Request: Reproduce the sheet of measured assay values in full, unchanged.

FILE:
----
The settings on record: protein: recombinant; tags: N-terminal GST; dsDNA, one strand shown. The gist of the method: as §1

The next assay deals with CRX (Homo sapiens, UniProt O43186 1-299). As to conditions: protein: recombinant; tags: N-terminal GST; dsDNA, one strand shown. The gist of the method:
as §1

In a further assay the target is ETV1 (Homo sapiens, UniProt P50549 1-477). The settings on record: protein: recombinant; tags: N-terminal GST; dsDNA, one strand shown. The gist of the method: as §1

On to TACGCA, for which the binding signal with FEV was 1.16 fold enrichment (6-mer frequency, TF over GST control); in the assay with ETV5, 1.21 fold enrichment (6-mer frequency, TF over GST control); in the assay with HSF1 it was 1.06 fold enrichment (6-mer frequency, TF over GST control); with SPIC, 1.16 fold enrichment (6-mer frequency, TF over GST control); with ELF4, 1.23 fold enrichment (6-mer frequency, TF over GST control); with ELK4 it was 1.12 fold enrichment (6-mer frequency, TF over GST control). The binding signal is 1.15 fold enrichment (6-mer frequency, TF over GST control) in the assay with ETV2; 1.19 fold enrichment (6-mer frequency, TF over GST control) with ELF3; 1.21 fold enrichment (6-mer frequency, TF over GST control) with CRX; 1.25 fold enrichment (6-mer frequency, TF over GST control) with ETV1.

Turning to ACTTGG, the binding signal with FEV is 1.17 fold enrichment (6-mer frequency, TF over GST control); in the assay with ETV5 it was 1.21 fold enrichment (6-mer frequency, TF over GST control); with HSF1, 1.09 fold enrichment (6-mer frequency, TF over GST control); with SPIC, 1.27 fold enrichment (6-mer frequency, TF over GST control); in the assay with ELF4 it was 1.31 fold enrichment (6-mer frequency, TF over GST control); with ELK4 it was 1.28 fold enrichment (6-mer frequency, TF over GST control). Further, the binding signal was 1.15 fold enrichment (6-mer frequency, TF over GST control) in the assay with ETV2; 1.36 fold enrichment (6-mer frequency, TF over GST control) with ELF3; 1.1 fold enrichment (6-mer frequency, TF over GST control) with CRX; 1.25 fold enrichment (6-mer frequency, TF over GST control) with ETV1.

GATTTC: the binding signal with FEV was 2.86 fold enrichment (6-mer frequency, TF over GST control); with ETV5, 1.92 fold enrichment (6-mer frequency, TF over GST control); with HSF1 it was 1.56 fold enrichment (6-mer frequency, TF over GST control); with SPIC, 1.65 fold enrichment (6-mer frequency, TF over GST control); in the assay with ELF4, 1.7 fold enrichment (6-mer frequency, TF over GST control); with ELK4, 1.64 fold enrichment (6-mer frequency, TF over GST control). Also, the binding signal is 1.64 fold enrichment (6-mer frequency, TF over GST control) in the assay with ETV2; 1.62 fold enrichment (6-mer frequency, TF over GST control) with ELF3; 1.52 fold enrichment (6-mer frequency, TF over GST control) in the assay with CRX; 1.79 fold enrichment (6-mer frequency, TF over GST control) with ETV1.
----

The settings on record: protein: recombinant; tags: N-terminal GST; dsDNA, one strand shown. The gist of the method: as §1

The next assay deals with CRX (Homo sapiens, UniProt O43186 1-299). As to conditions: protein: recombinant; tags: N-terminal GST; dsDNA, one strand shown. The gist of the method:
as §1

In a further assay the target is ETV1 (Homo sapiens, UniProt P50549 1-477). The settings on record: protein: recombinant; tags: N-terminal GST; dsDNA, one strand shown. The gist of the method: as §1

On to TACGCA, for which the binding signal with FEV was 1.16 fold enrichment (6-mer frequency, TF over GST control); in the assay with ETV5, 1.21 fold enrichment (6-mer frequency, TF over GST control); in the assay with HSF1 it was 1.06 fold enrichment (6-mer frequency, TF over GST control); with SPIC, 1.16 fold enrichment (6-mer frequency, TF over GST control); with ELF4, 1.23 fold enrichment (6-mer frequency, TF over GST control); with ELK4 it was 1.12 fold enrichment (6-mer frequency, TF over GST control). The binding signal is 1.15 fold enrichment (6-mer frequency, TF over GST control) in the assay with ETV2; 1.19 fold enrichment (6-mer frequency, TF over GST control) with ELF3; 1.21 fold enrichment (6-mer frequency, TF over GST control) with CRX; 1.25 fold enrichment (6-mer frequency, TF over GST control) with ETV1.

Turning to ACTTGG, the binding signal with FEV is 1.17 fold enrichment (6-mer frequency, TF over GST control); in the assay with ETV5 it was 1.21 fold enrichment (6-mer frequency, TF over GST control); with HSF1, 1.09 fold enrichment (6-mer frequency, TF over GST control); with SPIC, 1.27 fold enrichment (6-mer frequency, TF over GST control); in the assay with ELF4 it was 1.31 fold enrichment (6-mer frequency, TF over GST control); with ELK4 it was 1.28 fold enrichment (6-mer frequency, TF over GST control). Further, the binding signal was 1.15 fold enrichment (6-mer frequency, TF over GST control) in the assay with ETV2; 1.36 fold enrichment (6-mer frequency, TF over GST control) with ELF3; 1.1 fold enrichment (6-mer frequency, TF over GST control) with CRX; 1.25 fold enrichment (6-mer frequency, TF over GST control) with ETV1.

GATTTC: the binding signal with FEV was 2.86 fold enrichment (6-mer frequency, TF over GST control); with ETV5, 1.92 fold enrichment (6-mer frequency, TF over GST control); with HSF1 it was 1.56 fold enrichment (6-mer frequency, TF over GST control); with SPIC, 1.65 fold enrichment (6-mer frequency, TF over GST control); in the assay with ELF4, 1.7 fold enrichment (6-mer frequency, TF over GST control); with ELK4, 1.64 fold enrichment (6-mer frequency, TF over GST control). Also, the binding signal is 1.64 fold enrichment (6-mer frequency, TF over GST control) in the assay with ETV2; 1.62 fold enrichment (6-mer frequency, TF over GST control) with ELF3; 1.52 fold enrichment (6-mer frequency, TF over GST control) in the assay with CRX; 1.79 fold enrichment (6-mer frequency, TF over GST control) with ETV1.